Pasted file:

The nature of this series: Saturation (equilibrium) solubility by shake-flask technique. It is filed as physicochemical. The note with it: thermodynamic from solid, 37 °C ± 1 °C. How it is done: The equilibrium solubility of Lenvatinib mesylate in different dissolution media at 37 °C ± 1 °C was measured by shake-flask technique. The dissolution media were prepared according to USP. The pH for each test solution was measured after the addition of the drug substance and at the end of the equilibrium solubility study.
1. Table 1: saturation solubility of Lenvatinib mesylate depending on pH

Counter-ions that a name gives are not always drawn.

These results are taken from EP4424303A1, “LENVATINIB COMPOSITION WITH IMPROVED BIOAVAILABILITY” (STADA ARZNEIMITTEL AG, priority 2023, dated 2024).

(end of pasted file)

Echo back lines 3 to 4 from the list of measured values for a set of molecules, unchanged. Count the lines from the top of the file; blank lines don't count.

Counter-ions that a name gives are not always drawn.

These results are taken from EP4424303A1, “LENVATINIB COMPOSITION WITH IMPROVED BIOAVAILABILITY” (STADA ARZNEIMITTEL AG, priority 2023, dated 2024).